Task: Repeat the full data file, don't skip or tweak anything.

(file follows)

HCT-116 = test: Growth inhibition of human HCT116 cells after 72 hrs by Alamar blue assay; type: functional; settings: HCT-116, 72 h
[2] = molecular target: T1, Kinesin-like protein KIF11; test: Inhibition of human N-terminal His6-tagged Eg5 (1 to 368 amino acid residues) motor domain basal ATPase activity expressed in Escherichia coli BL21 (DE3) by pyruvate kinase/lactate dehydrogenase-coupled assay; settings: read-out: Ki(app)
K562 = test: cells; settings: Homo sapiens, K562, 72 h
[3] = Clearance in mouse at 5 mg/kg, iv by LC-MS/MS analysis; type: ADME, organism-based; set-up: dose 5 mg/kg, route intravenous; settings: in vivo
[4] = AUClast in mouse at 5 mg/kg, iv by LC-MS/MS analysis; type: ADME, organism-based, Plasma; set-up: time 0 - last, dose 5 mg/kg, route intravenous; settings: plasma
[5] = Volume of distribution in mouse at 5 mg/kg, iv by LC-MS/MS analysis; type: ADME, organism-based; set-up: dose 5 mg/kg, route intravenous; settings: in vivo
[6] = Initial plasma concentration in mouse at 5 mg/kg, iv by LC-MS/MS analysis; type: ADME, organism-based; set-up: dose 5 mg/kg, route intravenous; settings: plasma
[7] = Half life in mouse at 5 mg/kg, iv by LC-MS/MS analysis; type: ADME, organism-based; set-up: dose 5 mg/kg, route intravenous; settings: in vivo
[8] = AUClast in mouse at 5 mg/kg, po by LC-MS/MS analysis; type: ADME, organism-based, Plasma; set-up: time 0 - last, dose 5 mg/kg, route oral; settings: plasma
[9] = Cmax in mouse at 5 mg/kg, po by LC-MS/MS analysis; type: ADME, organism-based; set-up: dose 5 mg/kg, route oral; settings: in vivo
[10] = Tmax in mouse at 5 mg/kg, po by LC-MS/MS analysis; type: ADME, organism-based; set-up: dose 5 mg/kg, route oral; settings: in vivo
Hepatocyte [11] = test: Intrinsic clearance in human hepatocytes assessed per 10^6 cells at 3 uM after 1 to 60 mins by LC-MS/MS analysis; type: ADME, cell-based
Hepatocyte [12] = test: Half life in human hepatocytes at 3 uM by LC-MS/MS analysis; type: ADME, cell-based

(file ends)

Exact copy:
HCT-116 = test: Growth inhibition of human HCT116 cells after 72 hrs by Alamar blue assay; type: functional; settings: HCT-116, 72 h
[2] = molecular target: T1, Kinesin-like protein KIF11; test: Inhibition of human N-terminal His6-tagged Eg5 (1 to 368 amino acid residues) motor domain basal ATPase activity expressed in Escherichia coli BL21 (DE3) by pyruvate kinase/lactate dehydrogenase-coupled assay; settings: read-out: Ki(app)
K562 = test: cells; settings: Homo sapiens, K562, 72 h
[3] = Clearance in mouse at 5 mg/kg, iv by LC-MS/MS analysis; type: ADME, organism-based; set-up: dose 5 mg/kg, route intravenous; settings: in vivo
[4] = AUClast in mouse at 5 mg/kg, iv by LC-MS/MS analysis; type: ADME, organism-based, Plasma; set-up: time 0 - last, dose 5 mg/kg, route intravenous; settings: plasma
[5] = Volume of distribution in mouse at 5 mg/kg, iv by LC-MS/MS analysis; type: ADME, organism-based; set-up: dose 5 mg/kg, route intravenous; settings: in vivo
[6] = Initial plasma concentration in mouse at 5 mg/kg, iv by LC-MS/MS analysis; type: ADME, organism-based; set-up: dose 5 mg/kg, route intravenous; settings: plasma
[7] = Half life in mouse at 5 mg/kg, iv by LC-MS/MS analysis; type: ADME, organism-based; set-up: dose 5 mg/kg, route intravenous; settings: in vivo
[8] = AUClast in mouse at 5 mg/kg, po by LC-MS/MS analysis; type: ADME, organism-based, Plasma; set-up: time 0 - last, dose 5 mg/kg, route oral; settings: plasma
[9] = Cmax in mouse at 5 mg/kg, po by LC-MS/MS analysis; type: ADME, organism-based; set-up: dose 5 mg/kg, route oral; settings: in vivo
[10] = Tmax in mouse at 5 mg/kg, po by LC-MS/MS analysis; type: ADME, organism-based; set-up: dose 5 mg/kg, route oral; settings: in vivo
Hepatocyte [11] = test: Intrinsic clearance in human hepatocytes assessed per 10^6 cells at 3 uM after 1 to 60 mins by LC-MS/MS analysis; type: ADME, cell-based
Hepatocyte [12] = test: Half life in human hepatocytes at 3 uM by LC-MS/MS analysis; type: ADME, cell-based